Kwame Rose: “The older I get, the more I realized that we would not be here without the contributions of those before us. And we look at the life and the legacy of John Lewis, this is an individual who dedicated their entire adult life to serving others, to fighting for better change. I look at John Lewis being a bridge. Without him and what he did over the past 50 years plus of his life, we would not be here in this moment today. And even as you mentioned in your interview with him calling out younger generations in 2013, he knew that a movement of this magnitude would have sparked. So the way I could sum it up is that John Lewis put ‘I Can’ in American, and he showed that not only can we raise hell in the streets and protest, but we could raise moral and ethical questions in Congress and push for legislation. Our country lost a hero. Our country lost a giant.”

"I look at John Lewis being a bridge. Without him and what he did over the past 50 years plus of his life, we would not be here in this moment today."

Kwame Rose, social activist, artist and organizer

On Lewis’ “perpetual optimism” in the face of setbacks and challenges

Andrew Aydin: “I remember being in the office and [the Supreme Court decision inShelby County v. Holder, which gutted the Voting Rights Act of 1965] hadn't hit the television yet. And he was in his office watching it. And I got the email alert that the Shelby decision had come down. And he said, is it here. And I just said, yeah, and I shook my head and he put his head down a little bit and he said, OK, well, we've got to get to work. And that was John Lewis. There was no setback that he couldn't overcome. There was no challenge that he was afraid of. And I think when the Shelby decision came down, as he said, it stuck a dagger in the heart of the Voting Rights Act. And to him, he looked at it in the context of the long arc. I mean, the Klan actually marched in their largest march in Georgia in more than 40 years, four or five days after the passage of the Voting Rights Act in 1965. That was their reaction. So he'd been fighting back against the forces trying to weaken or eliminate the protections of the Voting Rights Act since the very first day after its passage. And this was just another challenge to him. It was brutal. It was painful for him to see. But I think in his mind, it was just another fight that he was going to give his whole self to.”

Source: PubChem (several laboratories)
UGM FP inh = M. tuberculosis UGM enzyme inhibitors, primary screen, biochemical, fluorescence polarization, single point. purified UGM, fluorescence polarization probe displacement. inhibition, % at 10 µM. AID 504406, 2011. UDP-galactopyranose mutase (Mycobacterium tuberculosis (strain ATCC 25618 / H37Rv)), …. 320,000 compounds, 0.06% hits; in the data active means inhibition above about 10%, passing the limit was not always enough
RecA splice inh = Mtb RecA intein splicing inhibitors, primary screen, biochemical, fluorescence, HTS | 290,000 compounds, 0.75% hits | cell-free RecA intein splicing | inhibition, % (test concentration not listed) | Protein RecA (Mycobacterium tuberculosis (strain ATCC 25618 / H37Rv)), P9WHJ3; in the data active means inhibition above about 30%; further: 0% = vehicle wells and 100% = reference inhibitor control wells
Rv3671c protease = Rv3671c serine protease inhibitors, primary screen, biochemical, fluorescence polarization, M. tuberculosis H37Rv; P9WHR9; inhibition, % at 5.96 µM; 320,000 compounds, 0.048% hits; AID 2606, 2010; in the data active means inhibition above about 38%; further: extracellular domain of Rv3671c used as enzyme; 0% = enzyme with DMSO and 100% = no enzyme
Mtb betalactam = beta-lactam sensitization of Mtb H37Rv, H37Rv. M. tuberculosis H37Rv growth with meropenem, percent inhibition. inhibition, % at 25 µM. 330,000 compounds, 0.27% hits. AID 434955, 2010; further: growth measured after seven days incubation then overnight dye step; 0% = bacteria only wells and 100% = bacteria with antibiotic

"There was no setback that he couldn't overcome. There was no challenge that he was afraid of."

Andrew Ayden, former congressional aide to John Lewis

From The Reading List

The New York Times: "‘They Didn’t Just Love Him. They Knew Him.’ Young Atlanta Activists Mourn John Lewis." — "By the time the Rev. James Woodall came to know John Lewis, Mr. Lewis was already a longtime congressman and a towering figure in the civil rights movement, one whose legacy loomed large over Atlanta. At 26, Mr. Woodall is one of the youngest leaders in the N.A.A.C.P., serving as the president for the organization in Georgia. Despite the more than half a century that separated them, Mr. Woodall said he identified with Mr. Lewis as an inspirational leader who at a very young age worked to change the world."

USA Today: "'Work is still unfinished': Younger civil rights activists vow to continue work of Rep. John Lewis" — "As the nation mourns the loss of Rep. John Lewis — one of the icons of the civil rights movement — the younger generations he helped groom and inspire pledge to carry out his legacy. Civil rights leaders, young and old, praised Lewis Saturday for his unwavering fight for social justice but acknowledged his work— and theirs — is far from finished."

The Washington Post: "John Lewis leaves behind a powerful legacy of social justice" — "On July 17, congressman and civil rights leader John Lewis died at 80, on the same day as 95-year-old stalwart C.T. Vivian, Martin Luther King’s favorite preacher. Both leave behind a legacy of social justice activism that played a pivotal role in some of the most resounding victories of the civil rights movement: America’s Second Reconstruction."

This article was originally published on July 20, 2020.

This program aired on July 20, 2020.